Before I embarked on this adventure, I wanted to clean up a couple of side-quests in Shadizar. The first involved the recovery of a ruby amulet, also said to offer some power against undead. It was supposed to be in the underground, but I hadn't found it on my first visit. Looking at the map, I realized I had annotated more entrances to the underground than exits I had found while exploring there. I realized there were multiple section of the underground that didn't link with each other.

Anyway, I ultimately found the ruby amulet in a chamber guarded by yet another giant snake. This time, I had the Snake Sword, and he died in just a few hits.

       
Second, the priests of Ishtar had asked me to find an emerald amulet in the Temple of Set. I hadn't found it in the "secret" area, so I tried the normal entrance. This just led to two rooms and one fight with a priest of Set--no treasure. It turned out that I needed to use a Teleport Scroll to get to the top of the temple (from the outside), where there was a doorway leading to an otherwise-inaccessible room and the amulet. The priests of Ishtar gave me a nice gold reward.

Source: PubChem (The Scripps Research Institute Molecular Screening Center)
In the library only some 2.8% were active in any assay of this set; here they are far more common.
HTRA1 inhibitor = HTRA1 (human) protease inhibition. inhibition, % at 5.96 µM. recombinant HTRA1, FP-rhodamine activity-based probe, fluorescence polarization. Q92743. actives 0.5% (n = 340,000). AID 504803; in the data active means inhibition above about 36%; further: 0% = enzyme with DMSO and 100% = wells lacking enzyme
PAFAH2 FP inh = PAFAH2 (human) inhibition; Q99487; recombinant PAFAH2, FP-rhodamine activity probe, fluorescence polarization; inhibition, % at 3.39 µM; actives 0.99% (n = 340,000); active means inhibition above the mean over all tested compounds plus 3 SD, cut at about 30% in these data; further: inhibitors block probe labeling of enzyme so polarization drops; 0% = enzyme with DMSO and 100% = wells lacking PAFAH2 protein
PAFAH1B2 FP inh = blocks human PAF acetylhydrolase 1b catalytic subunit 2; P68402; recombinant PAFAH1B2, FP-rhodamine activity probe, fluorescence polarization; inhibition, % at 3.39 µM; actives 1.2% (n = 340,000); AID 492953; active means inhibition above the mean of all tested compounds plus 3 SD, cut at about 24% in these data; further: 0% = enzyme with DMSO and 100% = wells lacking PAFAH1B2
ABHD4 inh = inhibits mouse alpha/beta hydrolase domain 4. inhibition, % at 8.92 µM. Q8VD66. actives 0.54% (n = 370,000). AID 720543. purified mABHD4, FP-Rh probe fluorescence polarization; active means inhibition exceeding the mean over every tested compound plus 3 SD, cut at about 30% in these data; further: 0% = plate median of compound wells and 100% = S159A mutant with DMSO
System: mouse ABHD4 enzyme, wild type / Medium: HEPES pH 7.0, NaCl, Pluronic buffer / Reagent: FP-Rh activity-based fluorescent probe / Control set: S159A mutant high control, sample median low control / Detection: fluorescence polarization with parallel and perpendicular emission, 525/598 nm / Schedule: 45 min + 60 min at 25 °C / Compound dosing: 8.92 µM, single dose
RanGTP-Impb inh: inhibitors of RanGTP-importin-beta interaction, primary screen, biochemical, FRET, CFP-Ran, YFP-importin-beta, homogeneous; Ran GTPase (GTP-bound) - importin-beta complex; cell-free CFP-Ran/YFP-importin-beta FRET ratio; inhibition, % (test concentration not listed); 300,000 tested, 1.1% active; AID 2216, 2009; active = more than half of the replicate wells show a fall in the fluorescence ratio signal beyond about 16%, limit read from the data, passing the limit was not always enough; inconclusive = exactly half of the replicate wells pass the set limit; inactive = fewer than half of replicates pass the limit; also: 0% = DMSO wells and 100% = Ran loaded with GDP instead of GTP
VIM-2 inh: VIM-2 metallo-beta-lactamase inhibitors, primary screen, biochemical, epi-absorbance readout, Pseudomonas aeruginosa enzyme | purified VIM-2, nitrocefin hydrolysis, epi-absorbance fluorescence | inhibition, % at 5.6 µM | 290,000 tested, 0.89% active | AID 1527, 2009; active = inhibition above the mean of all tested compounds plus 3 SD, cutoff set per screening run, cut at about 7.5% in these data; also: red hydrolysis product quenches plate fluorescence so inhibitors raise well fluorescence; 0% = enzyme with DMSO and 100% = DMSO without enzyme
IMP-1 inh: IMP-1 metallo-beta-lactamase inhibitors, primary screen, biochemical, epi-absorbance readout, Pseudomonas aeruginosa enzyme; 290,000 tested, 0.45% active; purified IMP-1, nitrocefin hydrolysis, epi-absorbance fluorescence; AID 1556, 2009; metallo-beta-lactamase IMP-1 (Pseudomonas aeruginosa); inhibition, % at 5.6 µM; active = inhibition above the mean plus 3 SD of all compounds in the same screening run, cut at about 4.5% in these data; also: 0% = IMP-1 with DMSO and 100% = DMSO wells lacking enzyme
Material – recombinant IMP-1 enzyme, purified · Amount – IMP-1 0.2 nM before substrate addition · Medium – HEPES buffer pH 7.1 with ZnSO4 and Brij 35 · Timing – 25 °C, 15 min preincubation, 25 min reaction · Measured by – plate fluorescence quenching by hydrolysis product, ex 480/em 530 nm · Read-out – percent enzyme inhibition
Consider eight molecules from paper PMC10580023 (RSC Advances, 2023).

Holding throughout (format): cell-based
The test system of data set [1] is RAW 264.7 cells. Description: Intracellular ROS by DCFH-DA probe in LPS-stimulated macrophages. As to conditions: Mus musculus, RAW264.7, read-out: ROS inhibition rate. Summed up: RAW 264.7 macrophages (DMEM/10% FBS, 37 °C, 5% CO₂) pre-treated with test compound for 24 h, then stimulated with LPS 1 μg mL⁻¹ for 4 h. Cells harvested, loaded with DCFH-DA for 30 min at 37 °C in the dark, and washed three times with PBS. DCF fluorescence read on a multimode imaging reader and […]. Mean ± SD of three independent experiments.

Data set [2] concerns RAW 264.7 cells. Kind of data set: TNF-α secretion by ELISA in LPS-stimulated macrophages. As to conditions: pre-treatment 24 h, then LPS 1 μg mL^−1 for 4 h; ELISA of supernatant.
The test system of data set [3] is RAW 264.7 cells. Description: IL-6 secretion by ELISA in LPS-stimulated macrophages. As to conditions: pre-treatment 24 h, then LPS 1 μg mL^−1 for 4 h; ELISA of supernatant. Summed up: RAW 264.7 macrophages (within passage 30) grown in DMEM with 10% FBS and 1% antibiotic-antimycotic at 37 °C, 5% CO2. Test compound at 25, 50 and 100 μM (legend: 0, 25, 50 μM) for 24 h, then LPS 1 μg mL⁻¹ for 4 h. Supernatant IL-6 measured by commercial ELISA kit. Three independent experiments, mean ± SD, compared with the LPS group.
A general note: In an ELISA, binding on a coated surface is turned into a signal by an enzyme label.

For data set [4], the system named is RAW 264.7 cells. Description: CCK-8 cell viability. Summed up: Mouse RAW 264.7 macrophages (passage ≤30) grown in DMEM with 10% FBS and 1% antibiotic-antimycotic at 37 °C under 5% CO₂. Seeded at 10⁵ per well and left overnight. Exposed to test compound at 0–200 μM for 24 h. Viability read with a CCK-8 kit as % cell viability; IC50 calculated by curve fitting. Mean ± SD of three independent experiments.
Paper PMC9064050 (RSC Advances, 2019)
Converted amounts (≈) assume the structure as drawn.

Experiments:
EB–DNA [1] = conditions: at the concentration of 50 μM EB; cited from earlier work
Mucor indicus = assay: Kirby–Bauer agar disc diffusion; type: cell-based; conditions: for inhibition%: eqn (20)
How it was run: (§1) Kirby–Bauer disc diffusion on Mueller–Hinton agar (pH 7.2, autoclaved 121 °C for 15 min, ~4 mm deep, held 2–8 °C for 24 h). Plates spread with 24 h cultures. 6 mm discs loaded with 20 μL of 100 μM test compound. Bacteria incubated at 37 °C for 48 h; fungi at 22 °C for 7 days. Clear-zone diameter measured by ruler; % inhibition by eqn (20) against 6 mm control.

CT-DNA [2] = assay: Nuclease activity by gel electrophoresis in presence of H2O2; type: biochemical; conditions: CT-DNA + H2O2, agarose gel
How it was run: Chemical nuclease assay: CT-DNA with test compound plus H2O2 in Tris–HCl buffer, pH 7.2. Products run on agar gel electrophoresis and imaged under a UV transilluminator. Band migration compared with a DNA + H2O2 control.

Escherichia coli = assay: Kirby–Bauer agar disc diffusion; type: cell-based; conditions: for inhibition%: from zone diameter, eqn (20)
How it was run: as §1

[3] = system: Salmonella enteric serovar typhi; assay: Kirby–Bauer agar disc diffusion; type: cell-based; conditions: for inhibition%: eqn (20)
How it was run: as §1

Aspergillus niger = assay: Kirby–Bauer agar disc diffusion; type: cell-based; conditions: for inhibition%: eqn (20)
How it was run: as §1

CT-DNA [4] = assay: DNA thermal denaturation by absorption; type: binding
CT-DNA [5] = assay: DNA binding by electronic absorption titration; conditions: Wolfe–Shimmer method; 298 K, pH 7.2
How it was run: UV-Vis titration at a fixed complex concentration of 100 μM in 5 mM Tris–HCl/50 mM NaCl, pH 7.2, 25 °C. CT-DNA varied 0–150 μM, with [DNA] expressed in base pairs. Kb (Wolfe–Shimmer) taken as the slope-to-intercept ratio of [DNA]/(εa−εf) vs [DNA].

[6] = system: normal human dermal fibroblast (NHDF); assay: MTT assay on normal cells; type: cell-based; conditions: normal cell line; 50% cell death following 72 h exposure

I couldn't even see this one from the ground.
     
I was getting lots of "inventory full" messages at this point. In addition to the items I've already mentioned, I've been toting around several keys, a coil of rope, flint and steel, several torches, a regular staff, a Staff of Power, various gems, various keys, a Gem of Sight (shows an area map) and several types of lotus potions. White lotus heals; purple lotus offers a boost to defense; red lotus offers a boost to attack ability; and black lotus poisons. (I clearly don't want to use the latter on Conan, but I don't know if there's a plot reason to keep it for later.) To make room, I sold all of the items I assumed I was done with (and could be repurchased), including my inferior swords, common keys, and gems.
    
For the first time since the game's beginning, I returned to the world map.
     
I expected the king's crypt to be large and sprawling, equal in size and intensity to the game's first scenario, so I was surprised when it turned out to be just two rooms. The door locked behind me as I entered the first room. The second room held the king, sitting on a stone throne, the crown on his head and a sword at his feet. Behind a gargoyle statue, I found a rope and some flint and steel.